AT&T (NYSE:T) is hoping a more streamlined structure at WarnerMedia will allow it to invest enough in content to take on Netflix (NASDAQ:NFLX). After HBO chief Richard Plepler and Turner President David Levy left, WarnerMedia hired Bob Greenblatt to oversee both HBO and Turner's entertainment networks, as well as the company's planned over-the-top service.

WarnerMedia CEO John Stankey wrote in a memo seen by Reuters:

At a time when we must shift our investment focus to develop more content for specific and demanding audiences on emerging platforms, we can't sustain a model where we invest one dollar more than necessary in the administrative aspects of running our business.

Other changes included separating CNN from the rest of Turner and putting chief Jeff Zucker in charge of sports. Additionally, Kevin Tsujihara will continue to run Warner Bros. studios and add kids' and young adult programming to his plate.

Game of Thrones on HBO Now displayed on a laptop.

Image source: HBO.

Quantity over quality?

AT&T wants to take a page out of Netflix's book. Netflix released around 700 original films, series, and specials in 2018, and it spent about $14 billion total in cash on content last year. In comparison, HBO spent about $2 billion annually on content prior to its parent company's acquisition.

WarnerMedia already announced plans to expand HBO's original programming lineup to Monday nights. That's despite objections that HBO is already profitable with a curated selection of high-quality shows airing on Sunday nights. Netflix is notably unprofitable.

But this is about more than HBO -- hence the restructuring to include all of WarnerMedia's television entertainment under Greenblatt. Stankey is looking to substantially increase engagement among viewers. At an HBO town hall meeting last summer, he said:

It's not hours a week, and it's not hours a month. We need hours a day. You are competing with devices that sit in people's hands that capture their attention every 15 minutes.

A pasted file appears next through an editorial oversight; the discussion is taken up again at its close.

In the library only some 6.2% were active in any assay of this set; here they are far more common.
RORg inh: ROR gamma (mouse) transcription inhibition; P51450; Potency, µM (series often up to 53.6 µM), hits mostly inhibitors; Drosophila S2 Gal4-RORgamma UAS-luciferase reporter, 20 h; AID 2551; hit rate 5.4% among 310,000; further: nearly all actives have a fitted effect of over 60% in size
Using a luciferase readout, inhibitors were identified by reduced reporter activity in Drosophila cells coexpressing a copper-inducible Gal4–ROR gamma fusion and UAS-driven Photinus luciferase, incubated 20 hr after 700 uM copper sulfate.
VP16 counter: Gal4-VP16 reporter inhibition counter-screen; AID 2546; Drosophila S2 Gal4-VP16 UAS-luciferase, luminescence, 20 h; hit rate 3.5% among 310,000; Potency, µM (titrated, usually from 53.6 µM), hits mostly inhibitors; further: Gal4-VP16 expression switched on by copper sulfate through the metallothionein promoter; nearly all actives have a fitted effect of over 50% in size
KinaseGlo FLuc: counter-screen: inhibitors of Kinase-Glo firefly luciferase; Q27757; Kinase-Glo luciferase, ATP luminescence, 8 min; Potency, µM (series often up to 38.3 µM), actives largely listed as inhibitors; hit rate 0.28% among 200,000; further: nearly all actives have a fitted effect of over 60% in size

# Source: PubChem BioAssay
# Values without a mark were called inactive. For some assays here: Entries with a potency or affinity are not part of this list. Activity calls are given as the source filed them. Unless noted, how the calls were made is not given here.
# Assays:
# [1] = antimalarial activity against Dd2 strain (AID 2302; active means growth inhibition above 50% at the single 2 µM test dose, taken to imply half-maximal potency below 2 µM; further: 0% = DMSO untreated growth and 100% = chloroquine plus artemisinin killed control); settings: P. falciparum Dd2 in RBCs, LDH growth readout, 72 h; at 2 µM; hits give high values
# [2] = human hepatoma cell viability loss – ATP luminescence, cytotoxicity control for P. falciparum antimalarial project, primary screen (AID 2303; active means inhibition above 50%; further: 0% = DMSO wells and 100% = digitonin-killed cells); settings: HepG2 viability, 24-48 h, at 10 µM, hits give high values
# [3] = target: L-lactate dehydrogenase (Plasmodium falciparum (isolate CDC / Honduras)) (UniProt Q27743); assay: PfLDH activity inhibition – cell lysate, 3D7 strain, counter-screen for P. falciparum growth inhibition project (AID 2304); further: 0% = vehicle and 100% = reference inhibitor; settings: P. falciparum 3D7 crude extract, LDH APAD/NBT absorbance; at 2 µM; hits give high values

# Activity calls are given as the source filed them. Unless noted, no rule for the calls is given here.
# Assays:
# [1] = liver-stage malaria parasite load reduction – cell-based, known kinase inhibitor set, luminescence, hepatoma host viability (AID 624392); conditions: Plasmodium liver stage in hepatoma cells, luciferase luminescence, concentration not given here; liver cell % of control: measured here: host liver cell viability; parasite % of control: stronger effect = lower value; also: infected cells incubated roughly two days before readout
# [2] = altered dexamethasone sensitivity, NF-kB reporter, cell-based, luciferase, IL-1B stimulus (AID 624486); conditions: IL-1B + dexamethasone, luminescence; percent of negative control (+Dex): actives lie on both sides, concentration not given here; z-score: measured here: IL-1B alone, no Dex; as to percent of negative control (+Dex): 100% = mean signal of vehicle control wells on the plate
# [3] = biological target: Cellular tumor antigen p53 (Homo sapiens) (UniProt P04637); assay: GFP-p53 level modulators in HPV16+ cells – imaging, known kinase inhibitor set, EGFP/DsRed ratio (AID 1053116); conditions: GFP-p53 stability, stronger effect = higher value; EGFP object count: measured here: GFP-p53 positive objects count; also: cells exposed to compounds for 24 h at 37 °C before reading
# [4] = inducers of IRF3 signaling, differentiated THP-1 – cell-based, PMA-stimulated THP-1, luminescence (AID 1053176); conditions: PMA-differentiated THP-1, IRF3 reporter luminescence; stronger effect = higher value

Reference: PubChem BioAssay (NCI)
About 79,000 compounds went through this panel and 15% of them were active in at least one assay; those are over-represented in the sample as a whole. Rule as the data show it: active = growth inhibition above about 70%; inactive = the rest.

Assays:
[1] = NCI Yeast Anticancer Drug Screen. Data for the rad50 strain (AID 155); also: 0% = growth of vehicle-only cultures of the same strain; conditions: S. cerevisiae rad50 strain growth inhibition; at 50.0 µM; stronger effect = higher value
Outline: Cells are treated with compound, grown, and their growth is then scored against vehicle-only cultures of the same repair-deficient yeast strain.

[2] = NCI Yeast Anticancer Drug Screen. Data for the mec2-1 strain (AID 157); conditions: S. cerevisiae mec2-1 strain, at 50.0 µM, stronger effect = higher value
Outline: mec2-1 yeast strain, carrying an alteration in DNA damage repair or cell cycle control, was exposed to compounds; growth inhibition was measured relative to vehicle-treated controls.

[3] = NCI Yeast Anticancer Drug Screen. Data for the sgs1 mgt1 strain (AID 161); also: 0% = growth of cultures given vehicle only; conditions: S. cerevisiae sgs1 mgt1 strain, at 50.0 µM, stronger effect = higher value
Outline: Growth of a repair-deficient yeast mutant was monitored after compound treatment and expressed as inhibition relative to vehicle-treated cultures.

A big ramp in scale might be difficult for AT&T, which is working to pay down the massive debt it incurred when it acquired WarnerMedia and DIRECTV before that. It's not like AT&T can scrounge up another $10 billion overnight to take on the scale of Netflix's content spending. WarnerMedia already has some extremely valuable media assets it could use to attract viewers to its forthcoming over-the-top service, but management seems split on how they intend to use them.

Why does AT&T need more engagement anyway?

AT&T bought a profitable company. And it should be able to see benefits from its integration with its video distribution services, DIRECTV, U-Verse, and DIRECTV Now. It's also been bundling video packages with its wireless service, taking advantage of its Turner properties to make its wireless service more appealing.

But more engagement can provide AT&T with something extremely valuable in this day and age: data.

More data can feed AT&T's new digital advertising business, Xandr. Xandr generated just $1.74 billion for AT&T in 2018, but produced an extremely high operating margin compared to the rest of AT&T's businesses. AT&T is investing heavily in the digital ad space, most notably buying AppNexus last summer.

AT&T wants to transform the way marketers buy television advertising. As cord-cutting grows, improving advertising efficiency on Turner networks is a way to offset subscriber declines. Continued increases in carriage fees are unsustainable, not to mention rate increases might come under more scrutiny as anticompetitive under AT&T.

Additionally, the growth of AT&T's digital video platforms, which currently operate at extremely low (likely negative) margins, necessitates a more efficient ad sales platform. If AT&T can supplement subscription revenue with higher average ad revenue per hour, it could grow its service profitably. When it raised subscription prices, it saw subscribers abandon its services.

So AT&T needs more content and more engagement from WarnerMedia properties. Not because it will generate more profits from those properties directly, but because it feels it can support its much larger businesses via better customer data.